Do Influencers and Content Creators Pay Tax?

Saturday 27 May 2023

Written by Roy Butcher

Do Influencers and Content Creators Pay Tax?

Do Influencers Pay Tax?

In recent years, social media influencers and online creators, have become increasingly prevalent in the UK. What do we mean by influencers or online creators? In the social media sense, it’s someone who has the power to influence their (usually substantial and loyal) following to act in a certain way when encouraged. Influencers can specialise in a whole range of activities, from sharing make-up or fashion tips to reviewing software. Often these people are given money to endorse certain items or are given free items to review.

But how do these influencers pay tax on their earnings, and what are the rules and regulations that govern this process? 

Firstly, it's important to note that anyone who earns an income in the UK is subject to taxation, regardless of their profession or source of income. This means that social media influencers are no exception and must pay taxes on their earnings in the same way as any other individual. 

If a social media influencer receives more than £1,000 in income during a tax year, they must declare it on a Self-Assessment Tax Return. Some people believe that they don’t have to declare income if they earn less than the annual tax-free allowance of £12,570 per year. This is not the case. If an influencer fails to fill in a tax return, they may likely face penalties, even if they don’t own any tax. The bottom line is if you’re earning more than £1,000 online or think you will register for Self-Assessment.

Influencers must then declare their earnings from all sources, including any brand deals, sponsored posts, and affiliate marketing. These earnings are subject to income tax, which is charged at different rates depending on the amount earned. For the tax year 2022-23, the rates are as follows: 

  • Up to £12,570: 0% 
  • £12,571 to £50,270: 20% 
  • £50,271 to £150,000: 40% 
  • Over £150,000: 45% 

In addition to income tax, influencers may also be liable for National Insurance contributions. These contributions are a way of funding state benefits, such as the state pension, and are calculated based on the level of earnings. For the tax year 2022-23, the rates are: 

  • 9% on earnings between £9,568 and £50,270 
  • 2% on earnings over £50,270 

Do influencers pay tax on gifts?

This is where it gets tricky. A payment-in-kind is a payment in return for a service or goods that aren’t cash. This is where it’s a good idea to get advice from a professional, such as us!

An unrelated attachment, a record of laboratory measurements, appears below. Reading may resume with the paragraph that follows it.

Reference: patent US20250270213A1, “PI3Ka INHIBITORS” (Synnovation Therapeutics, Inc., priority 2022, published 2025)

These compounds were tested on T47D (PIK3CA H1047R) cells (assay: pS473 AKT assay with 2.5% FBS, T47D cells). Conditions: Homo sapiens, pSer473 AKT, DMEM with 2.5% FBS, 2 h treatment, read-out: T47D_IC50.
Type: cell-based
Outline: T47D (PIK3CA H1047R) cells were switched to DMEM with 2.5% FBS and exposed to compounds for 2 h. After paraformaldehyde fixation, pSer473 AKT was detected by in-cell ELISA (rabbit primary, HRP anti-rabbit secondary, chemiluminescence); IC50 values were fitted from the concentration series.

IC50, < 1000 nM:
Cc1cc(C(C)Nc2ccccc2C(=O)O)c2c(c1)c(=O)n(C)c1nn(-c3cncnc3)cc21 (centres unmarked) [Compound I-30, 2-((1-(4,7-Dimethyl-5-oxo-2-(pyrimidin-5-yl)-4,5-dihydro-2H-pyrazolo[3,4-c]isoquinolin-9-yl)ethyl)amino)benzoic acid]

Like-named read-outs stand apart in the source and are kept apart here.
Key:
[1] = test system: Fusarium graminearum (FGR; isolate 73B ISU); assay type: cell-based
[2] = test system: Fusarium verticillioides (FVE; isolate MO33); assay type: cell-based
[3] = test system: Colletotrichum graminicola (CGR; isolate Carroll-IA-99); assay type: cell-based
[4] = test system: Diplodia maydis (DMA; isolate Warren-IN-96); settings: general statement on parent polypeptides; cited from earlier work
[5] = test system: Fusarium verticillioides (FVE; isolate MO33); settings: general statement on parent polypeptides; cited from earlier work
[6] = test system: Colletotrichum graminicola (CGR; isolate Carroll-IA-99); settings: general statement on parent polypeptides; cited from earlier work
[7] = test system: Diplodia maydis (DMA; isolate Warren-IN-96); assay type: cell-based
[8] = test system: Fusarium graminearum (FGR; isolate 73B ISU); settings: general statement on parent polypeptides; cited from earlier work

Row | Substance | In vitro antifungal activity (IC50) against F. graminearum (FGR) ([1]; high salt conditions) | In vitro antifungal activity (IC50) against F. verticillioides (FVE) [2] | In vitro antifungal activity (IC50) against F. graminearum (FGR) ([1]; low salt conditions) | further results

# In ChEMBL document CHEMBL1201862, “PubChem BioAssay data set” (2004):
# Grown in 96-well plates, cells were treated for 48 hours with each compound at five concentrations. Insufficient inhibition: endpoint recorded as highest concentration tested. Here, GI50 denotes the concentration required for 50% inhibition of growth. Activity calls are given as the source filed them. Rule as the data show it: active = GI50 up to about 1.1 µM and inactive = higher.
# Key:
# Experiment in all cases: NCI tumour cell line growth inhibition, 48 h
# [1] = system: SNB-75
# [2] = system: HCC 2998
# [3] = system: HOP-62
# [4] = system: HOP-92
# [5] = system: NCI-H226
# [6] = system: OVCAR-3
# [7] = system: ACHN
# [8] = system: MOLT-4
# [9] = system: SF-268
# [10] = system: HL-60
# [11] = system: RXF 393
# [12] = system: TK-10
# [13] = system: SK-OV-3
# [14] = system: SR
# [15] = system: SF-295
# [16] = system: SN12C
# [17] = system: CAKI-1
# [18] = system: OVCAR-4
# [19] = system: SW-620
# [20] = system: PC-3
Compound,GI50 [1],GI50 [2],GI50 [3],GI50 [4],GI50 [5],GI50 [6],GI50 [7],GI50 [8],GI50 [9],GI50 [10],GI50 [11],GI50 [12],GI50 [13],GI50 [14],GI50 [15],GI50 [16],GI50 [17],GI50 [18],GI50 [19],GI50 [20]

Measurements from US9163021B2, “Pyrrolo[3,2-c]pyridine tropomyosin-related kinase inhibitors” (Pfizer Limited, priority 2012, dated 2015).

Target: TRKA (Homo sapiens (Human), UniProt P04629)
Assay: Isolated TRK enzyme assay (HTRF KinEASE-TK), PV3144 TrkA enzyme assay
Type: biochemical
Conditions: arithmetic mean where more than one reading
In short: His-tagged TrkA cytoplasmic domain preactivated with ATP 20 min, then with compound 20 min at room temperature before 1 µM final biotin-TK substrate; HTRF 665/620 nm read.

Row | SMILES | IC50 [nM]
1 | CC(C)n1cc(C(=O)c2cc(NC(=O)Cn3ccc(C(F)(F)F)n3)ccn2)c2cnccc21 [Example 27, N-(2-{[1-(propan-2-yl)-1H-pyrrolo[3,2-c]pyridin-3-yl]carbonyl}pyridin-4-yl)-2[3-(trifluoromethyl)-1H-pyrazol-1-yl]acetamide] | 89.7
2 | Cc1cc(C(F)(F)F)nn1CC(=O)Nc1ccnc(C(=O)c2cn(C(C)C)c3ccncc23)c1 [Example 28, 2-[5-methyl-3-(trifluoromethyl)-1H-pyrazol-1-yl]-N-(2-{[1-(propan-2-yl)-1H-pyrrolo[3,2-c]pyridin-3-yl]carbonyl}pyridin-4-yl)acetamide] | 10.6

Social media influencers can receive all sorts of freebies in return for their endorsement, this can be anything from clothes and shoes through to mobile phones and watches. Whether an influencer pays tax on these items depends on whether HMRC deems them to be ‘trading’. What ‘trading’ means isn’t very clearly defined. However, ICAEW points to the guidance that applies to professional writers. Writers are deemed to be trading if they:

  • Organise their life so as to regularly spend time on their writing to produce work which has a commercial value
  • Combine this with persistent and systematic marketing of the work for their own financial benefit.

If you apply the same principles to social media influencers, then those who devote a lot of time to creating and promoting their content will be considered trading.

This means that an influencer who falls into this category may need to declare certain gifts they receive as a ‘barter transaction’. This applies to gifts that can be converted into money or something of direct monetary value. For example, a new mobile phone would fall into this category. However, if an influencer received a non-transferable holiday, the fact that it’s non-transferable means it can’t be converted into cash. Therefore, it does not have to include in trading profits.

There are always expenses that can be claimed. It's worth pointing out that influencers can also claim certain expenses against their earnings to reduce their tax bill. These might include expenses such as equipment costs (e.g. camera equipment, editing software), travel expenses, and office costs (e.g. internet and phone bills). However, it's important to keep detailed records of all expenses and to ensure that they are directly related to the influencer's work. 

Overall, paying taxes as a social media influencer in the UK is no different to paying taxes in any other profession. However, it's important to stay on top of tax obligations and to seek professional advice if necessary. By doing so, influencers can ensure that they are meeting their legal obligations and avoiding any potential penalties or fines. 

 If you're an influencer or online creator and need some help navigating the world of tax, feel free to email me at or click here to get in touch.

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